Growing up, Thanksgiving at our house was always…
…a time of lots of food, family and friends. Every year, without fail, my mother would insist on getting a colossal, fresh turkey from our local grocer and then spend days prepping and finally cooking it. Truly our Thanksgiving meal was all about the meat.
But not everyone in our household was thrilled about the meat-a-palooza. As blasphemous as this may be to admit out loud, the turkey was never what I was excited about. Meat was just something I had to eat to get to the good food like stuffing, mashed potatoes with gravy and dessert.
So, perhaps it comes as no surprise, that when I struck out on my own I became a quazi-vegetarian. By that I mean I only ate meat when dining out when social rules dictated that it was the polite thing to do, like at someone else’s home or at the insistence of my menacing grandmother. I was like a social smoker, but with meat, a social meater, I mean meat eater.
In fact, when I met my partner I secretly harbored hopes of raising children who also didn’t eat meat and maybe even find a way to convert him. Little did I know what a die-hard carnivore I was committing myself to.
Within weeks of cohabitating I was back on the meat train and had completely surrendered the fantasy of being a vegetarian. My reason? He was a fantastic cook and I hated cooking. The good ol’ path of least resistance.
The thought of becoming a vegetarian didn’t rear its legumed head again until several years later when we adopted our girls. However, I knew convincing them to go the veggie route was something I would have to lobby for on my own. But how would I get my tiny carnivores on board?
Then opportunity presented itself by way of a Thanksgiving miracle. My partner had excitedly announced that we would be having a fresh turkey for this year’s feast and that the people who owned the farm where our turkey lived had graciously invited us over to meet our dinner while it was still alive. This was my chance I thought. Surely my daughters would look at that sweet turkey face and think, “I can’t eat that bird. It has a soul.”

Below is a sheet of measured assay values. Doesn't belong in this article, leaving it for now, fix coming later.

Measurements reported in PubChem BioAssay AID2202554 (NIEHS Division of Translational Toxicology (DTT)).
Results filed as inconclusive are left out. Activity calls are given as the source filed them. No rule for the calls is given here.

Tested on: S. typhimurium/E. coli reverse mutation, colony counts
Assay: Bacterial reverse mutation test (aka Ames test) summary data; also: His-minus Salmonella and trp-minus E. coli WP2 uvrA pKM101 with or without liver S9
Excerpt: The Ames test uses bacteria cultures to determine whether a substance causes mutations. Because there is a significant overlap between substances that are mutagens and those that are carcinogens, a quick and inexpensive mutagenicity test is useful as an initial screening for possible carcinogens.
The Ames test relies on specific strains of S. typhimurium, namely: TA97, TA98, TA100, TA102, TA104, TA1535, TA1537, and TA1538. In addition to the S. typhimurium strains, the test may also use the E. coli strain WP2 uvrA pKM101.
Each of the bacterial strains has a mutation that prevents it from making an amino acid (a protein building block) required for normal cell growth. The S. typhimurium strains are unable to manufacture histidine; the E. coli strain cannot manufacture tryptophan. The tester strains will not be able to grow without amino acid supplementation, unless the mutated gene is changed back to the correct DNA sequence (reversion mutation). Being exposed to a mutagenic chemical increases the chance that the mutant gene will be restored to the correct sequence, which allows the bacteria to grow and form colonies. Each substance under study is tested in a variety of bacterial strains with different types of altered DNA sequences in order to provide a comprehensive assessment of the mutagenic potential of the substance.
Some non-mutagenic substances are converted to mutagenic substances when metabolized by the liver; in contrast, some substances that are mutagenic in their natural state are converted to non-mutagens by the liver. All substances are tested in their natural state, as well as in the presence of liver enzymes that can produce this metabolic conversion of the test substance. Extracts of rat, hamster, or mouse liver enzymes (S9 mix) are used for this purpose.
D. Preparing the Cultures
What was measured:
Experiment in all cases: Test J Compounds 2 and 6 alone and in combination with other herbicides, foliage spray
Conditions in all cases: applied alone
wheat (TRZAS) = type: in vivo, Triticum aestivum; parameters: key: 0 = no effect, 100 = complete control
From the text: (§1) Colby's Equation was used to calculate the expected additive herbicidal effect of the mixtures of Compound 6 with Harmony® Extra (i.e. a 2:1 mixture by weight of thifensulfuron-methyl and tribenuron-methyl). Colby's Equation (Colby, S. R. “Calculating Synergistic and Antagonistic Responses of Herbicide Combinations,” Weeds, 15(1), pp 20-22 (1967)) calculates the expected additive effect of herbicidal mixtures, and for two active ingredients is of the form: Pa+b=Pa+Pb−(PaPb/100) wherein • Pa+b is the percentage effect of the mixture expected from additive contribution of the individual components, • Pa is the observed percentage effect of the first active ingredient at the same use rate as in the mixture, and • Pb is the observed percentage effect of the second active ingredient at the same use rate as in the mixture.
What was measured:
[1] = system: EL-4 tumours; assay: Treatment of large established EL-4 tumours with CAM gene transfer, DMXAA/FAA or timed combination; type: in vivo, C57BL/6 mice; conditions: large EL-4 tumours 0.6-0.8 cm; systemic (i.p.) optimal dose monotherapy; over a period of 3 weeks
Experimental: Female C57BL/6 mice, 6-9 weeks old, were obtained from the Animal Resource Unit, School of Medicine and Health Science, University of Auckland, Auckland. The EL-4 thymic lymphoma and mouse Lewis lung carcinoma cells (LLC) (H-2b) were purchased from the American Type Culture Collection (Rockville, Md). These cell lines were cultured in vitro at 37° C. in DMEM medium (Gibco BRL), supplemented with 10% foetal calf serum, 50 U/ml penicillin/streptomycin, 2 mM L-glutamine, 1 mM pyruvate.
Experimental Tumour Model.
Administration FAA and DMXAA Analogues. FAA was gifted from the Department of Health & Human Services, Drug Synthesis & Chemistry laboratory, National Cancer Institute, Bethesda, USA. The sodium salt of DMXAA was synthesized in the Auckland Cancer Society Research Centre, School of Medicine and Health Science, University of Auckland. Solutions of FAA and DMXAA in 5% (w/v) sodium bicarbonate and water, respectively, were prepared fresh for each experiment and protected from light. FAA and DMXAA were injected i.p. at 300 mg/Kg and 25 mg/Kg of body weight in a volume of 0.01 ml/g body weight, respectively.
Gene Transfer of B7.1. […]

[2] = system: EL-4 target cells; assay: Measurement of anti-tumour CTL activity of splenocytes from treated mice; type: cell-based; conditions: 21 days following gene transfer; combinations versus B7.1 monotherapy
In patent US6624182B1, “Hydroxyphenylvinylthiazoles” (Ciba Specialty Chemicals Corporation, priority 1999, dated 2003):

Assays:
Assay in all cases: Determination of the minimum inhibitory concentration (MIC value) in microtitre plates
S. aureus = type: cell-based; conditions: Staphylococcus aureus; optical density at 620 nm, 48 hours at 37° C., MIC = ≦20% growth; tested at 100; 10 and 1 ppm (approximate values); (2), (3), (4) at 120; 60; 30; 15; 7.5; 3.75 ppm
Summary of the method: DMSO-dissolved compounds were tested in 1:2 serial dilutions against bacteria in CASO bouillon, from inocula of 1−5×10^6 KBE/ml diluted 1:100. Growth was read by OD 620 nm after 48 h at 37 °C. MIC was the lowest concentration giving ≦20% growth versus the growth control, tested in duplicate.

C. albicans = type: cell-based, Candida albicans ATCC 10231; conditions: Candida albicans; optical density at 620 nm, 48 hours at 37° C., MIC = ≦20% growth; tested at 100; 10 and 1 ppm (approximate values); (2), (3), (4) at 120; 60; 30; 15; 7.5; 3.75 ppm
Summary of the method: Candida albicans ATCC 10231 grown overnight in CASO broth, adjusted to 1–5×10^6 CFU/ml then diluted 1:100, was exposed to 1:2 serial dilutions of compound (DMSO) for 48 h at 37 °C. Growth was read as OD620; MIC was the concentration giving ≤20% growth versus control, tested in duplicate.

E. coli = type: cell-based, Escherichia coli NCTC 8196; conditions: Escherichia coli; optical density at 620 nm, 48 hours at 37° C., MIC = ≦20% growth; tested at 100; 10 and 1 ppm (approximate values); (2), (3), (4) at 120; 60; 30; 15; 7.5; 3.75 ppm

I gravely miscalculated their reactions.
Instead of swearing off meat for the rest of their lives, I got reminded about the circle of life by one of the twins, while the other pointed to the fattest bird and said, “I will eat that one.”
My oldest daughter, then six, sensing she needed to throw me a bone, said she would consider being a vegetarian with me if she could eat bacon. Oh and steak. She would be a bacon/steak-atarian…for me.
So we eat meat. And on Thanksgiving we eat a lot of it. And instead I look for other ways to feel a little less horrible about eating our feathered friends. Like by making sure that our turkey has lived a good life and had a humane ending.
And, for my sanity, I try mightily to avoid the Thanksgiving meat splash zone that occurs while my family of carnivores digs into tender flesh with the same relish and gusto I imagine a Tyrannosaurus Rex family might.